Steve Brice, chief investment strategist at Standard Chartered, says the U.S. recovery remains on track and expects 200,000-300,000 jobs created for each of the next 6 months.
Benjamin Segal, MD, Global Equity Portfolio Manager at Neuberger Berman, says it is premature to draw conclusions about the Fed's timeline on raising interest rates based on one data.
CNBC's Morgan Brennan discusses job losses in March in the energy sector and the job market.
Rich Clarida, Pimco, and Bob Doll, Nuveen Investments, give their theories on the market's rally and share their concerns about earnings.
Discussing the job market and the effect the recent data will have on the economy, with David Kelly, JPMorgan, and Diane Swonk, Mesirow Financial.
Bruce Kasman, JPMorgan chief economist, and David Darst, independent investment consultant, shares their outlook on the economy and when the Fed is likely to raise interest rates.
The jobs report for March won't deter the Fed from normalizing rates, but the rise will likely be incremental, says Chong Yoon-Chou, investment director at Aberdeen Asset Management.
Philip Wee, senior currency economist at DBS and Tai Hui, chief Asia market strategist at JP Morgan Asset Management, explain why a softer jobs report in March won't dent the greenback's rise.
With a Fed rate hike indicative of a strong U.S. economy, markets will get over the initial negative impact, says Tai Hui, chief Asia market strategist at JP Morgan Asset Management.
While the initial reaction may be bad, markets may recover after realizing that a later rate hike is now more likely, says Hans Goetti, head of Investment Asia at Banque Internationale a Luxembourg.
Megan Greene, John Hancock, discusses the upcoming jobs report and economic data. CNBC's Steve Liesman weighs in.
Michelle Meyer, BofA Merrill Lynch, and Steven Rees, JPMorgan, eeigh in on what economists are forecasting for nonfarm payrolls in March.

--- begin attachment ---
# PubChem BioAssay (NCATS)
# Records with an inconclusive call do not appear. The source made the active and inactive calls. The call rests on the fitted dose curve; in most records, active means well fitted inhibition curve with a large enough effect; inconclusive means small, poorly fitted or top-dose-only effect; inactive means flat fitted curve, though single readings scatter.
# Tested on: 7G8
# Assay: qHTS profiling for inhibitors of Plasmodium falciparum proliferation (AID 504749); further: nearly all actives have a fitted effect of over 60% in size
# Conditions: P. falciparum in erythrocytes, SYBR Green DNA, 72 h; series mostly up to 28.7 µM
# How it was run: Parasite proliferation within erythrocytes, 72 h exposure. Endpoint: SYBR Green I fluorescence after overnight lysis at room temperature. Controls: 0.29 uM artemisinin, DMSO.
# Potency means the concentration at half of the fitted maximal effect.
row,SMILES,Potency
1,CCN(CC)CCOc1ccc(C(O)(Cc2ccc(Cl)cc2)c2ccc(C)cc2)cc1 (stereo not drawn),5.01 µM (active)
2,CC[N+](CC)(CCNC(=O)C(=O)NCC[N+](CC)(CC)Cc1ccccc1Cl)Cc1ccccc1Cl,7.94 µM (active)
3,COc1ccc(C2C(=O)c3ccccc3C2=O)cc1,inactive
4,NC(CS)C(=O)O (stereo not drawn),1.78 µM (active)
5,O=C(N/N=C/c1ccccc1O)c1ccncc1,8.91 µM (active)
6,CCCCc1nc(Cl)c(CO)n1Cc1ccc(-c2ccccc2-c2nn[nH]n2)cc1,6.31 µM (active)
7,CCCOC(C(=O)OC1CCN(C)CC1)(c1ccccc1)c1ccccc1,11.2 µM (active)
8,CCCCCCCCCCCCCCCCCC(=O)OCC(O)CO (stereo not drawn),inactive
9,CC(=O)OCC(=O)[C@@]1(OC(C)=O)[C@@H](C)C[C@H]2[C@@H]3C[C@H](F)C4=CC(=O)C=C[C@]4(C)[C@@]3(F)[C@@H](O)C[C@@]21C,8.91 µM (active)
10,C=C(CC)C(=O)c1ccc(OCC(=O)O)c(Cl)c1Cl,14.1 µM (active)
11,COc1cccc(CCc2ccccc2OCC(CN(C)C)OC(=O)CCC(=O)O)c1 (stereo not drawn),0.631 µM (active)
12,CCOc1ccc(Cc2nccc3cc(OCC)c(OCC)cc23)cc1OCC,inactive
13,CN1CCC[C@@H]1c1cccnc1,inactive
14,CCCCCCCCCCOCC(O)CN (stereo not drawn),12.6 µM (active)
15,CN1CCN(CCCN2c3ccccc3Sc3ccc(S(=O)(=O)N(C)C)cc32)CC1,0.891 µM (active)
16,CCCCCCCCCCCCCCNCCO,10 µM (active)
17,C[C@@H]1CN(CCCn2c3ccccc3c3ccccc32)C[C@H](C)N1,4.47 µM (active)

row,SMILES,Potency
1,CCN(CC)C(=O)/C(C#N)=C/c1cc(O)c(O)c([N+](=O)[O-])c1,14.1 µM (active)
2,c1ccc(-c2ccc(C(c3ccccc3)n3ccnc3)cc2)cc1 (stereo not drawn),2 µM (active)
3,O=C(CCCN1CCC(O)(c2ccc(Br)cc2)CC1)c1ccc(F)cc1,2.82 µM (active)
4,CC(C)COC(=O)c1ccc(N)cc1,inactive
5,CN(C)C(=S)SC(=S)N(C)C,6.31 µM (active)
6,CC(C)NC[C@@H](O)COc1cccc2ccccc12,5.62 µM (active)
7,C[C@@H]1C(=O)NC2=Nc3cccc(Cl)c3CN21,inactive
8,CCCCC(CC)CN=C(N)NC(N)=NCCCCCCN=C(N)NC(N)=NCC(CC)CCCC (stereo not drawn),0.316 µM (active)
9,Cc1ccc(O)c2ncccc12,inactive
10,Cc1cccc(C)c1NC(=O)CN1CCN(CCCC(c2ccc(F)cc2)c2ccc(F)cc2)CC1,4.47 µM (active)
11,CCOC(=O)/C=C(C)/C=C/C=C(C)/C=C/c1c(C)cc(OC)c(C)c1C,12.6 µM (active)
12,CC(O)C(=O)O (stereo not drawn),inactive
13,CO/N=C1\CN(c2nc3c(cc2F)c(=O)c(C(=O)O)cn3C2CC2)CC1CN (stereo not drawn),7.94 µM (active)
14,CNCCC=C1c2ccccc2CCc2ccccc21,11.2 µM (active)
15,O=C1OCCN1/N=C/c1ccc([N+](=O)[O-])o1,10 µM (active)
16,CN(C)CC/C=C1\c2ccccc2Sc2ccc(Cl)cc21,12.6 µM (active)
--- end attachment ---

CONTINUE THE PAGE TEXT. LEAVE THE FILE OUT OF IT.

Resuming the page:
Komal Sri-Kumar, Sri-Kumar Global Strategies, gives his forecast on the jobs report and a market outlook on the Fed raising rates.
Komal Sri-Kumar, Sri-Kumar Global Strategies, discusses what he is expecting from the Federal Reserve and why he is bearish on the euro.
Charles Blankley, CIO at Gemmer Asset Management, expects the U.S. nonfarm payrolls report due on Friday to be on the softer side, ranging between the high end of 100,000 and low end of 200,000.
Boris Schlossberg, managing director of BK Asset Management, says there could be a "volatile, short reaction" to Friday's jobs data followed by an extended reaction next week when markets return from the Easter holiday.
Tradingnalysis.com founder Todd Gordon shorts the Australian dollar ETF as a way to play lower commodity prices, a high U.S. dollar and interest rates.
Jeffrey Halley, senior manager, FX Trading at Saxo Capital Markets, says markets are expecting a positive nonfarm payrolls report and advises investors to sell the Aussie and New Zealand dollar.
Brian Jacobsen, chief portfolio strategist at Wells Fargo Advantage Funds, expects 220,000 nonfarm jobs to be created in March, with weekly earnings advancing 2.2 percent, which won't be enough to spook the Fed.
Mike Ryan, UBS,and David Bailin, Citi Private Bank, give an outlook on upcoming payrolls and what trends to watch in the markets this week.